Presentation on theme: "Week 8 Stairs and Fireplaces. Objectives This chapter discusses stairs and fireplaces: types, sizes, code requirements, design considerations, and how."— Presentation transcript:
Objectives This chapter discusses stairs and fireplaces: types, sizes, code requirements, design considerations, and how to draw them Residential applications are the primary focus of this chapter
Stairs Form of vertical access Stairs may be open, partially enclosed or contained in a well May be residential, commercial, indoor, outdoor, built on site, or prefabricated May be constructed of wood, concrete or metal All stairs share some common features and must meet local code and accessibility requirements
Stair Features Balustrade: assembly containing the balusters, newel posts and handrail Wall rail: handrail that is mounted on a wall and supported by wall-mounted brackets instead of newels Headroom: clear vertical distance between the tread and the ceiling, measured linearly along a sloped plane Pitch: angle of the staircase; the rise divided by the run
Stair Features (cont’d.) Figure 11.6 Residential staircase clearances and dimensions.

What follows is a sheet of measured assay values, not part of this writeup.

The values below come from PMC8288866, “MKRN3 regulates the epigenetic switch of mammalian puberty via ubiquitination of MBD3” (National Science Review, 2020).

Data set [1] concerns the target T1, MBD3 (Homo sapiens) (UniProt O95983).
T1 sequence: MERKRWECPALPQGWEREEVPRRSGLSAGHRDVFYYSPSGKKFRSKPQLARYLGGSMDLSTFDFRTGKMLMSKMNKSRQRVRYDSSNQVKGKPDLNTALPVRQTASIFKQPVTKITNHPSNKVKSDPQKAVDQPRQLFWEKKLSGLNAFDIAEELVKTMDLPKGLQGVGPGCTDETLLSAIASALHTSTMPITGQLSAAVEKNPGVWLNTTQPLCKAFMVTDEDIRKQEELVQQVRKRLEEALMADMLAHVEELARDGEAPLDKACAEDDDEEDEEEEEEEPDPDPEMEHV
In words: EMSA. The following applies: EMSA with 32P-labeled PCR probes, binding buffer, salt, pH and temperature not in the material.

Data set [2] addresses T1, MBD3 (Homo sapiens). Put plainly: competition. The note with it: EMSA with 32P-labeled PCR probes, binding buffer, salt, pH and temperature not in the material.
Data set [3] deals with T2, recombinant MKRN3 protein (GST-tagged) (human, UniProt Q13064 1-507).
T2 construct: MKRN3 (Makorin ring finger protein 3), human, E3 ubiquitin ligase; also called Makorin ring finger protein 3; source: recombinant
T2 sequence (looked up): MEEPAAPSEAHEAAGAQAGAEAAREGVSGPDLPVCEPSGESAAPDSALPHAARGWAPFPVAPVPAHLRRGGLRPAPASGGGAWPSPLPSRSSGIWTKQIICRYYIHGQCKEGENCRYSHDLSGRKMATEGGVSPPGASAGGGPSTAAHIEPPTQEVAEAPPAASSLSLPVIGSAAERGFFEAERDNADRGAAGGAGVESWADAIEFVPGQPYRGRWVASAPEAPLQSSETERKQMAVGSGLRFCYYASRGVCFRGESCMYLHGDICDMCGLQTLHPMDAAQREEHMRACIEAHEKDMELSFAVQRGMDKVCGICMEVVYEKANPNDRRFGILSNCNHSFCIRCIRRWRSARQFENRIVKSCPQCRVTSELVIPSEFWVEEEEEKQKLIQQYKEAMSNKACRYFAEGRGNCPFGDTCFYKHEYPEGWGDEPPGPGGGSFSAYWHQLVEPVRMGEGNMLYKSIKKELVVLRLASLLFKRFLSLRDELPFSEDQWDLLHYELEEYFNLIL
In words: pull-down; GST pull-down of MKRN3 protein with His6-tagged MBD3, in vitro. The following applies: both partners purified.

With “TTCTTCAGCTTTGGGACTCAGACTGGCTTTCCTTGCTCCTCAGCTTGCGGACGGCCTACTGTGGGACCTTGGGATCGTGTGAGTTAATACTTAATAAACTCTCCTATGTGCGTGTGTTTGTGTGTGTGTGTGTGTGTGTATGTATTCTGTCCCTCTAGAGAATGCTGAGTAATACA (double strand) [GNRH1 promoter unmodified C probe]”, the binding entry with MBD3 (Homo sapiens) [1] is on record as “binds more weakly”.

Stair Features (cont’d.) Rise: vertical distance Run: horizontal distance Stairs, stairway, staircase, stairwell, flight: a series of steps or flights of steps used for passing from one floor or landing to another Landing: level rest area on a staircase Stringer: diagonal structural support for the steps
Stair Features (cont’d.) Step: consists of riser and tread Riser: vertical board at the front of the step Tread: horizontal board at the top of the step Well opening: hole made in an upper floor for stairway placement Handrails and guards: help people steady themselves and usually consist of a single rail installed at a specified height
Stair Features (cont’d.) Figure 11.11 Step construction detail.
Non-Residential vs. Residential Code Compliance Handrails on residence landings must be between 34" –38" high, measured from tread top to handrail top Handrails on commercial building landings must be a maximum of 42" high. Stairs must be at least 36" wide in residences and 44" wide in commercial buildings with occupancy over 50
Stair Types Straight run stairs: have no turns but may have a landing L-shaped stairs: have a landing and a turn –Used when there is not enough space for a straight-run Winder stair: L stair where the L-shaped turn is made with trapezoidal treads due to lack of space for a landing U-shaped or scissors stair: consists of two parallel flights
Stair Types (cont’d.) Spiral stair: rises in a circle above a center point; used where there is little horizontal space available Circular stair: requires a lot of horizontal space –Steps are trapezoidal and rise along an irregular curve or arc
Exterior Stairs Designed with smaller riser heights and wider treads than interior stairs There should be a landing every 16 risers on continuous stairs Usually the same material used on the deck or porch is used for treads, and a non-skid material can be used to cover them
Exterior Stairs (cont’d.) Figure 11.31 Concrete, wood, and open-riser exterior stairs. Basement and exterior wood steps rarely require risers.